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    DR 363 - Special Topics in Performance

    (3.00 cr.)

    Students focus on a specific style of performance such as Shakespearean performance, mask work, or comedy of manners. May be repeated for credit with different topics.

    Sessions Typically Offered: Fall/Spring
    Years Typically Offered: Annually

  
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    DR 364 - Solo Performance

    (3.00 cr.)

    The history, theory, and creation of the one-person show. Topics include historical and contemporary solo performances; biographical solo works; multicharacter solo works; autobiography in solo performances; and the development of frames, concepts, and approaches to the solo format. Students present part of a work-in-progress to the Loyola community.

    Prerequisite: DR 350  or written permission of the instructor.
    Sessions Typically Offered: Fall/Spring
    Years Typically Offered: Annually

  
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    DR 365 - Stage Management

    (3.00 cr.)

    A thorough analysis of the technical, organizational, and interpersonal aspects of stage management. The focus is on preparing for, running, and archiving rehearsals and performances. Students observe productions, create a prompt book, and complete a major technical management project on a Loyola production. Additional topics include theatre staff and their relationship to the stage manager, theatrical unions, and basic crisis management.

    Prerequisite: DR 251  or written permission of the instructor.
    Sessions Typically Offered: Fall/Spring
    Years Typically Offered: Annually

  
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    DR 366 - Special Topics in Scenic Design

    (3.00 cr.)

    Students focus on specific approaches to scenic design, such as computer rendering (Photoshop and Vectorworks) and studio design for theatre, television, and movie production. May be repeated for credit with different topics.

    Sessions Typically Offered: Fall/Spring
    Years Typically Offered: Annually

  
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    DR 370 - Queer Theatre and Film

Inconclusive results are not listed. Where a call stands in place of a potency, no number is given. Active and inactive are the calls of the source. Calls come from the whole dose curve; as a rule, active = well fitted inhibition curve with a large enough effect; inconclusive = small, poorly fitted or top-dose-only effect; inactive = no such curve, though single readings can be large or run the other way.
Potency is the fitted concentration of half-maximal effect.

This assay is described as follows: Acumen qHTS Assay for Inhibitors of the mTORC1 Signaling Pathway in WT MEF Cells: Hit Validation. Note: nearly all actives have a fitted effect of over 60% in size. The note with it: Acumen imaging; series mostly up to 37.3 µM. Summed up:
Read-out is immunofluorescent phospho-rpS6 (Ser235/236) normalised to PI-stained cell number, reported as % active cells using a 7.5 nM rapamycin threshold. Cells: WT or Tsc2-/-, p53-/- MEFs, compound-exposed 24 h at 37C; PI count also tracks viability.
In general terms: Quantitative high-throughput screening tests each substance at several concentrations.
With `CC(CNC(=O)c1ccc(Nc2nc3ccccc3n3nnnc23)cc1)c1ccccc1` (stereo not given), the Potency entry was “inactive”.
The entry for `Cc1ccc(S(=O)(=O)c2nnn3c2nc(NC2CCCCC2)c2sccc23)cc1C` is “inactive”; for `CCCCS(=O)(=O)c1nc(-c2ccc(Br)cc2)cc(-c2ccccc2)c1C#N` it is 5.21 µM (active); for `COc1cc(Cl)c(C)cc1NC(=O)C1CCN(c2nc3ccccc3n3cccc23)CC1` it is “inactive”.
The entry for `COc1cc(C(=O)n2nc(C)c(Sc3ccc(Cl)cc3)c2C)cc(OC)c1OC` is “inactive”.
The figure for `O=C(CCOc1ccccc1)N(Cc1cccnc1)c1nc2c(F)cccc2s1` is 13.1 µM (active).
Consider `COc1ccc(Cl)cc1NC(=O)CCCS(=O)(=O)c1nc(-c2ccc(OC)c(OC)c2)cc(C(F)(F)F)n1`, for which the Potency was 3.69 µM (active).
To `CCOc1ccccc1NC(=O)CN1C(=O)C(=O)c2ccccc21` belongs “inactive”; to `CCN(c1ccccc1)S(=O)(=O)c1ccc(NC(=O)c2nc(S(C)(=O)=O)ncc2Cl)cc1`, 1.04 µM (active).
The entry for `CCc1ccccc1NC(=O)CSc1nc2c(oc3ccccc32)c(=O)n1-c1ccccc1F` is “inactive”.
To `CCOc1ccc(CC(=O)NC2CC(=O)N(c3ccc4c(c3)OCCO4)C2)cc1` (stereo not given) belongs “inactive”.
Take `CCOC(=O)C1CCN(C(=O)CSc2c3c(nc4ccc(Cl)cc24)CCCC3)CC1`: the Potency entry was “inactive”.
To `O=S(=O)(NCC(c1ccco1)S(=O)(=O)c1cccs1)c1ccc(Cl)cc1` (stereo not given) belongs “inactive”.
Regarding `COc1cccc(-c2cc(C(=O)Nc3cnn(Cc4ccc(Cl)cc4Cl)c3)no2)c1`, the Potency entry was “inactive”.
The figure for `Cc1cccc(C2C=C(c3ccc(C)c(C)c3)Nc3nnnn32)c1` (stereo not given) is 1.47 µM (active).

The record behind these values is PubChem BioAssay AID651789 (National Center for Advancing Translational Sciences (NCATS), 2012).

(3.00 cr.)

    Examines plays and films from the 1960s to the present that tell stories about alternative sexualities including lesbian, gay, bisexual, transgender, and queer identities. The course examines a wide range of texts while asking the questions: what makes a play, or a film, queer? How do we define this genre? Why are queer plays and films important? How have they changed over time? How do we, as spectators, engage with these stories? What do they tell us about our lives and the lives of others?

    Sessions Typically Offered: Fall/Spring
    Years Typically Offered: Annually

    Interdisciplinary Studies: IF/IG
  
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    DR 374 - Theatre Production Internship

    (3.00 cr.)

    A project based on major involvement in a Loyola theatre production as an actor, director, assistant director/dramaturg, designer, or stage manager. In addition to full involvement in the rehearsal process, this course involves preproduction research/preparation and a postproduction seminar presentation.

    Sessions Typically Offered: Fall/Spring
    Years Typically Offered: Annually

  
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    DR 412 - Senior Project in Theatre

    (3.00 cr.)

    Students develop an advanced project under the direction of a faculty member. Work on the project continues throughout both semesters of the student's senior year. Written or electronic permission of the department. Proposals for senior projects must be approved by the fine arts faculty during the student's junior year.

    Restrictions: Restricted to Seniors only.

    Sessions Typically Offered: Fall/Spring
    Years Typically Offered: Annually


Theology

  
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    TH 100 - Christianity in the Czech Republic

    (3.00 cr.)

    Students explore aspects of Christianity while studying in Prague, Czech Republic. Does not fulfill theology core requirement.

     

  
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    TH 201 - Introduction to Theology

    (3.00 cr.)

    An introduction to the Jewish and Christian scriptures, the history of Christianity, and the way these texts and traditions challenge, and are challenged by, the contemporary world.

  
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    TH 202 - Theology and Catholic Autobiography

    (3.00 cr.)

    Why have Catholics produced an astonishing number of autobiographies? Is it because of Augustine, often credited with creating the genre? Or is it because of the place of spiritual journey in Catholic tradition? Or is it because of a relationship between public conversation and private confession? To answer these questions, students explore the meaning of conversion, calling, and commitment, as well as the value and limits of autobiography as a method of theological reflection.